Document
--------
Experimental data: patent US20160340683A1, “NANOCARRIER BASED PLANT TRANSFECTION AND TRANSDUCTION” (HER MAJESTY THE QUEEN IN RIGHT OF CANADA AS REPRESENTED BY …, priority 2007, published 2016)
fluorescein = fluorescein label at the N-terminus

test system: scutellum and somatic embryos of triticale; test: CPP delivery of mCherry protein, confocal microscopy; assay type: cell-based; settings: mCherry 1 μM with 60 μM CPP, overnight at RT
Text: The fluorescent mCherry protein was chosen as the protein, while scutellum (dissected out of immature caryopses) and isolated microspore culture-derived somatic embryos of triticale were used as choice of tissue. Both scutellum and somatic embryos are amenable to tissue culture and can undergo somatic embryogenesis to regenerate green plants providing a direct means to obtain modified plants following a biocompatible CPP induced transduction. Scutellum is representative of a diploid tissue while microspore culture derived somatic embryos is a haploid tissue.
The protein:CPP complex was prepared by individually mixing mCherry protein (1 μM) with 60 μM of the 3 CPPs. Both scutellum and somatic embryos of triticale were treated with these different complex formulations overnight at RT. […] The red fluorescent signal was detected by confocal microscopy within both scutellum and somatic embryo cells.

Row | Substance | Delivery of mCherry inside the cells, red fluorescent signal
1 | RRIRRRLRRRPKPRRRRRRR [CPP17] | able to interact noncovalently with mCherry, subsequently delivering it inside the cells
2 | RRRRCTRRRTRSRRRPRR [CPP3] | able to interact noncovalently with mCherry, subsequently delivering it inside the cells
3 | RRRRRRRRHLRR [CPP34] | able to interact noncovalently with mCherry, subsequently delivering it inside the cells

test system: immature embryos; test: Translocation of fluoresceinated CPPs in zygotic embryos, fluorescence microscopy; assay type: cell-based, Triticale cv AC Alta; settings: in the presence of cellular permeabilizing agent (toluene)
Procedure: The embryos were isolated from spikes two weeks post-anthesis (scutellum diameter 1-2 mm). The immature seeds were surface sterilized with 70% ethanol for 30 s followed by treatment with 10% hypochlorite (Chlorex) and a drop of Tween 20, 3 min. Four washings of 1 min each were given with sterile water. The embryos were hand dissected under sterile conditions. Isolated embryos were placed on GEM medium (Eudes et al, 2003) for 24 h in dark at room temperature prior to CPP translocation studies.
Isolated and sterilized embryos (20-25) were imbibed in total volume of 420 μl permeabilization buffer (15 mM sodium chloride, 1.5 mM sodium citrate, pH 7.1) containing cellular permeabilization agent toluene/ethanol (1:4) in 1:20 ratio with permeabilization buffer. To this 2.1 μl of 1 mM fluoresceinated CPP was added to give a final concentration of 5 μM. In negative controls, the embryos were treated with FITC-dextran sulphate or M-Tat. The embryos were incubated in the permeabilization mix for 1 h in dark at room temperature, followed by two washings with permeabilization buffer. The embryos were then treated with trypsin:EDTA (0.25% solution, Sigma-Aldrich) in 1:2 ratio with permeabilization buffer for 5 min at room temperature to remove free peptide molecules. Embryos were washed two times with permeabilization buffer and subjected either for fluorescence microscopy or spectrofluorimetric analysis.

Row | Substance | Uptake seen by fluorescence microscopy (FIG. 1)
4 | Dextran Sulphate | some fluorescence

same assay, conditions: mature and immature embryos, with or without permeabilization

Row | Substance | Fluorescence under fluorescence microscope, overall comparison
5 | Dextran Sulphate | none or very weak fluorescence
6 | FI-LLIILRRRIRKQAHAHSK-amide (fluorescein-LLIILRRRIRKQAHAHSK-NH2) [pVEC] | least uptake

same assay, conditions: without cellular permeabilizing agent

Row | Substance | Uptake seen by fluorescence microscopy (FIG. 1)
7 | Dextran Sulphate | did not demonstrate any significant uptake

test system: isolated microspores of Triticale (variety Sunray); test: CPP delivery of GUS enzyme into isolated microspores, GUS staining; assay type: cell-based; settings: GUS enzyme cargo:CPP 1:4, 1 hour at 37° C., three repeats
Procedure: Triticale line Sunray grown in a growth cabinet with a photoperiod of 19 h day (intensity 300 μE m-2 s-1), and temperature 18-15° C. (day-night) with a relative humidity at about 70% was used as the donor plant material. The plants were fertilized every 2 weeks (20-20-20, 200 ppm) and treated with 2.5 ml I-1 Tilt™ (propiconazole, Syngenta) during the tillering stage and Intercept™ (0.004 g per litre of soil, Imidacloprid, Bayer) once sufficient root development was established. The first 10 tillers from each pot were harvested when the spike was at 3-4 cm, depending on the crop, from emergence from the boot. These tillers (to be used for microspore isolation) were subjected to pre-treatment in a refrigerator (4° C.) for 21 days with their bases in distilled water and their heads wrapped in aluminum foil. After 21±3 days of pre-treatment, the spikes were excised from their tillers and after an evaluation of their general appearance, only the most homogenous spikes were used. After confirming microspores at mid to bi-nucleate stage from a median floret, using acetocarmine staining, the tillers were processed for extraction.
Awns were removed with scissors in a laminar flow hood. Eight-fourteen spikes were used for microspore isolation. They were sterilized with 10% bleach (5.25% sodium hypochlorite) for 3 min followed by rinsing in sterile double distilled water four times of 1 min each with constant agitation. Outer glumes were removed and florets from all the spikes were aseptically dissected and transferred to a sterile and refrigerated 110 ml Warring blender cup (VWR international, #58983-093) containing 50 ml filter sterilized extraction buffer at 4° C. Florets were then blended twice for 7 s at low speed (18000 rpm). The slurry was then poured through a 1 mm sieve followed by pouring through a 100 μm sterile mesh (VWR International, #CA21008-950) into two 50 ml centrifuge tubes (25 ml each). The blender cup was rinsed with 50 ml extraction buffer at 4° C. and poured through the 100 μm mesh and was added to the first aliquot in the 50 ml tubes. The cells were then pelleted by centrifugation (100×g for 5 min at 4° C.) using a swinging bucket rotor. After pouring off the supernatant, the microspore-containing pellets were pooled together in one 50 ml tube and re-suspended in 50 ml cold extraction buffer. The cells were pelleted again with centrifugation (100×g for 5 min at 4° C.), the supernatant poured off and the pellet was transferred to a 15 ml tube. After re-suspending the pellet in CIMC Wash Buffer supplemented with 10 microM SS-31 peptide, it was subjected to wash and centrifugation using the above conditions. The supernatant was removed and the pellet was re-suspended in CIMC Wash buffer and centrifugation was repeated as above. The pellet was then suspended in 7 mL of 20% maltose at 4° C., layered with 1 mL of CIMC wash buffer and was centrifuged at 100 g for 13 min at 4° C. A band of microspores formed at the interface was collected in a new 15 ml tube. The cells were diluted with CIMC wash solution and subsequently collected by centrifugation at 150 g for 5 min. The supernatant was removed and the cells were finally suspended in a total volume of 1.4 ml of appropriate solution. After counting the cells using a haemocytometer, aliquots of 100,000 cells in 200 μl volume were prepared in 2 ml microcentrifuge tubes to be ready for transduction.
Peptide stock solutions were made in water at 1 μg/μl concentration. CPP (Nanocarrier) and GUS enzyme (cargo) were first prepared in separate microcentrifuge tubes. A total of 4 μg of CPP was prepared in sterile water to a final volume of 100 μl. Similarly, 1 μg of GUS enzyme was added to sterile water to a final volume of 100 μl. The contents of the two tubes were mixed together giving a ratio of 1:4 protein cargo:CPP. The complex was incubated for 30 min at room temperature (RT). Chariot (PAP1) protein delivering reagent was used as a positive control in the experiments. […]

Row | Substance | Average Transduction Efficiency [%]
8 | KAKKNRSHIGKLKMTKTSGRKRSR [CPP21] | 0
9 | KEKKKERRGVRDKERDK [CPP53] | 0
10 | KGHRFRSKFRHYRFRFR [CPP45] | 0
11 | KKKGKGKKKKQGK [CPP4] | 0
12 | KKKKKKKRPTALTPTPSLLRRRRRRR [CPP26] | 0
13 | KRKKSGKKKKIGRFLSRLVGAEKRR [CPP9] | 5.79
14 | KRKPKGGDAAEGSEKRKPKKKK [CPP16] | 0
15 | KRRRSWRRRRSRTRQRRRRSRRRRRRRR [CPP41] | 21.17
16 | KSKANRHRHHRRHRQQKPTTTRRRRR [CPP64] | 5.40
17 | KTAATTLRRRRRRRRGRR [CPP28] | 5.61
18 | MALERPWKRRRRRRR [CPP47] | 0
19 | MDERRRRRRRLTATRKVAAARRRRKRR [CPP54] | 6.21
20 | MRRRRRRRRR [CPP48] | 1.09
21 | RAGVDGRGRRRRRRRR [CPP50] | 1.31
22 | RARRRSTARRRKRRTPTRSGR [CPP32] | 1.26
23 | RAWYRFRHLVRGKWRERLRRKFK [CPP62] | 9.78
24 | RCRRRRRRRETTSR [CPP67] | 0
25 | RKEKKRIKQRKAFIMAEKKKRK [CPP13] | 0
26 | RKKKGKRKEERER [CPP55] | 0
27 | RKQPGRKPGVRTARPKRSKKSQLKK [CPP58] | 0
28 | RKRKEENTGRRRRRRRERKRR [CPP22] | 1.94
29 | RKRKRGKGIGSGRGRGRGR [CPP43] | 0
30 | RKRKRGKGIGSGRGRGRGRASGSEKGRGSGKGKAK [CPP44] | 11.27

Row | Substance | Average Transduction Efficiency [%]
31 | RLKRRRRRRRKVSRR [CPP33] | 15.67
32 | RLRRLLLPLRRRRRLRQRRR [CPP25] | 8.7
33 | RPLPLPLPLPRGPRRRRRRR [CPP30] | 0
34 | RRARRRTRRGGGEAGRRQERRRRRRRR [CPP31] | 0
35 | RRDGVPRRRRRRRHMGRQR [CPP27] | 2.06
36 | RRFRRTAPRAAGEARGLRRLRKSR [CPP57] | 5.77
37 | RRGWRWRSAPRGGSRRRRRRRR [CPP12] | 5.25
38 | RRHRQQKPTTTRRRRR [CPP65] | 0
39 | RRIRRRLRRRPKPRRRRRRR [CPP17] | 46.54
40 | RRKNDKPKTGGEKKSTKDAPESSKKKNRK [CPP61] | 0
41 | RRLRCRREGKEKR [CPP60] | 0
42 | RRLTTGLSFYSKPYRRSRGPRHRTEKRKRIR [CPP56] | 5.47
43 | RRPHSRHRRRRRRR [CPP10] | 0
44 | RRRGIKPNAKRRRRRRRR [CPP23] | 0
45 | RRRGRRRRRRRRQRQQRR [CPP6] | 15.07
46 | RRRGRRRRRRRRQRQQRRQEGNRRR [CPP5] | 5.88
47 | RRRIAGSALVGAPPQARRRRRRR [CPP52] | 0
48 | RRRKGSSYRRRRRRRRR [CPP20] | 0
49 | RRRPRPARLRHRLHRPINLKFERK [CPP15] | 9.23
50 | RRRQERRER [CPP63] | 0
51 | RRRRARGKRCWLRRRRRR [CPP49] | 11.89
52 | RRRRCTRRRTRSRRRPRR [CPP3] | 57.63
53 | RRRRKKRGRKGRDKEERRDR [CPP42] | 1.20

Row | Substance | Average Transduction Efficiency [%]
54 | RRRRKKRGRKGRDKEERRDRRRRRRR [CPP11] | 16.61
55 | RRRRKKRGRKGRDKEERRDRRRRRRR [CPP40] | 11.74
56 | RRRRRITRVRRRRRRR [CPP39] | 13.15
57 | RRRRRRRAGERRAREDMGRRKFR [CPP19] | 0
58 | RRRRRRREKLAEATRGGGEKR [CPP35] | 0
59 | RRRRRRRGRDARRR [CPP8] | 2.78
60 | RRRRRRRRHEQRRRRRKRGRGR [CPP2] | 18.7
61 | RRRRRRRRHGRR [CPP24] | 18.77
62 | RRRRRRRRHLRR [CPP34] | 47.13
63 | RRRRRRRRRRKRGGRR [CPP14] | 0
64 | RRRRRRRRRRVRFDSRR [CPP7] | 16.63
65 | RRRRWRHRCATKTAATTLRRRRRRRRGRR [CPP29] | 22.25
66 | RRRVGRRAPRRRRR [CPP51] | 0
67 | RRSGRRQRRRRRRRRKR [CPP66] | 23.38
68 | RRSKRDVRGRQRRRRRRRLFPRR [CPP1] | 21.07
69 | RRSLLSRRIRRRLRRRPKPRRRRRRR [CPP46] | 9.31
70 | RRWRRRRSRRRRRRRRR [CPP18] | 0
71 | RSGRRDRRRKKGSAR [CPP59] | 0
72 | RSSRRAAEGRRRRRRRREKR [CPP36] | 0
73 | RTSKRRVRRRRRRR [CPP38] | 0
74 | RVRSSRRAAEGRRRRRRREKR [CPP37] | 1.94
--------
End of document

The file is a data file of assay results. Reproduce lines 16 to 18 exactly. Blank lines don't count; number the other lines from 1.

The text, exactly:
Row | Substance | Fluorescence under fluorescence microscope, overall comparison
5 | Dextran Sulphate | none or very weak fluorescence
6 | FI-LLIILRRRIRKQAHAHSK-amide (fluorescein-LLIILRRRIRKQAHAHSK-NH2) [pVEC] | least uptake